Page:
Re: [R] non positive-definite G matrix in mixed models: bootstrap?

From: Spencer Graves <spencer.graves_at_pdf.com>
Date: Sat 15 Jul 2006 - 00:43:53 EST

          Have you considered 'simulate.lme'? I believe that this is what Bates included in the 'nlme' package for obtaining confidence intervals, joint confidence regions, etc., when there were questions about the results for whatever reason. I have not tried it with a singular model, but I believe Bates has. In particular, have you reviewed ch. 2 in Pinheiro and Bates (2000) Mixed-Effects Models in S and S-Plus (Springer)?

          I am not a fan of bootstrapping. In mixed-effects applications, bootsrapping needs to incorporate the constraints imposed by the mixed-effects model. For example, if you have several samples per batch and several batches per lot, you need to bootstrap lots as well as batches within lot and samples within batch.

          The advantage of bootstrapping is that if the normality assumptions behind the mixed model do not hold, the bootstrap results will still have some validity. However, the range of extrapolability of bootstrap results is limited to other situations whose distribution is plausibly like the particular sample you bootstrapped, and I wouldn't know how to evaluate that. By contrast, I know how to extrapolate simulation results. To decide whether such results apply, I make normal probability plots of the data, random effects, and residuals. If they all seem normal, I feel it is reasonable to use the simulation results.

          Others may offer a different perspective (or a correction, as the case may be). However, you asked for comments about bootstrapping mixed models. At least you've got one.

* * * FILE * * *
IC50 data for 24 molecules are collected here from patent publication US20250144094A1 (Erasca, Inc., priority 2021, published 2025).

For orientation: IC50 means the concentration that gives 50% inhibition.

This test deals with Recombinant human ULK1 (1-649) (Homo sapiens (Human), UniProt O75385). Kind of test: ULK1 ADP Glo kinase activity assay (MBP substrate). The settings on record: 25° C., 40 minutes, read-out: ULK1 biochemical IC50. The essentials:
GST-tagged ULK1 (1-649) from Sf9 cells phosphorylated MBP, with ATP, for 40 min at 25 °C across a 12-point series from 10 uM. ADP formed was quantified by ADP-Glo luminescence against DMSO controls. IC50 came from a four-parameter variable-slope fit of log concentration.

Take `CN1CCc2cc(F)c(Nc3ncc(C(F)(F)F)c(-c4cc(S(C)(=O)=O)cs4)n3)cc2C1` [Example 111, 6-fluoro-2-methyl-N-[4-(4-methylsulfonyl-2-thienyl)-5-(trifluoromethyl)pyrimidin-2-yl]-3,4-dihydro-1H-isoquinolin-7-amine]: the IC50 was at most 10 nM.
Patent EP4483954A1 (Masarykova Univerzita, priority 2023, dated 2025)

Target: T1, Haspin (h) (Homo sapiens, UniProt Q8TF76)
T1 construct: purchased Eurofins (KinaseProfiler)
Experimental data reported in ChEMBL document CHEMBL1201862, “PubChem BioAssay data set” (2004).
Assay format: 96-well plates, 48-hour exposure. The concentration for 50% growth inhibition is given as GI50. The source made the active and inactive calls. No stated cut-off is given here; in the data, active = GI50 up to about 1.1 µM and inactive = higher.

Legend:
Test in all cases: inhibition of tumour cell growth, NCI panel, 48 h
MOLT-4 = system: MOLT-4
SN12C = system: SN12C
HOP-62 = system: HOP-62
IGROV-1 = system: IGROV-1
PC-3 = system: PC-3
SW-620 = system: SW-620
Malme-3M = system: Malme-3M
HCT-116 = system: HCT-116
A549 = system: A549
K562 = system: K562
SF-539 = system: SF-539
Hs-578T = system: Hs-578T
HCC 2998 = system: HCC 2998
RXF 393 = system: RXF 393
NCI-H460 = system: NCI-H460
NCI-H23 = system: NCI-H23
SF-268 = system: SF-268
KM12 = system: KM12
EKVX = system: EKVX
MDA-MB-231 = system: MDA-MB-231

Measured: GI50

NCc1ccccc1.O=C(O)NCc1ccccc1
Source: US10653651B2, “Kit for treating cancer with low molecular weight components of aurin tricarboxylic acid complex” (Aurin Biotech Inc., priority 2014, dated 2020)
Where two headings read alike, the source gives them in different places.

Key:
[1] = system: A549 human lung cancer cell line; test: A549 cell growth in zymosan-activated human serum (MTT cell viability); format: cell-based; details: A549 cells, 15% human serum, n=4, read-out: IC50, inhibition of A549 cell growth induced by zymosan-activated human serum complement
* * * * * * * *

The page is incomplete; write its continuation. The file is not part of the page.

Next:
Hope this helps.
	  Spencer Graves

Bruno L. Giordano wrote:
> Dear list,
> In a mixed model I selected I find a non positive definite random effects
> variance-covariance matrix G, where some parameters are estimated close to
> zero, and related confidence intervals are incredibly large.
>
> Since simplification of the random portion is not an option, for both
> interest in the parameters and significant increase in the model fit, I
> would like to collect "unbiased" random effects estimates.
>
> I used bootstrap to this purpose, creating a linear model for each cluster
> and bootstraping the variance of the coefficients. Is this procedure
> reasonable? Would it be reasonable in this case to keep the marginal portion
> of the mixed model?
> Note that in presence of positive-definite G matrix this bootstrap approach
> and the mixed effect model give highly similar estimates and that in the non
> positive-definite model the bootstrap and mixed model marginal-model
> estimates are highly similar as well.
>
> Thank you
> Bruno
>
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https://stat.ethz.ch/mailman/listinfo/r-help PLEASE do read the posting guide! http://www.R-project.org/posting-guide.html Received on Sat Jul 15 00:47:48 2006

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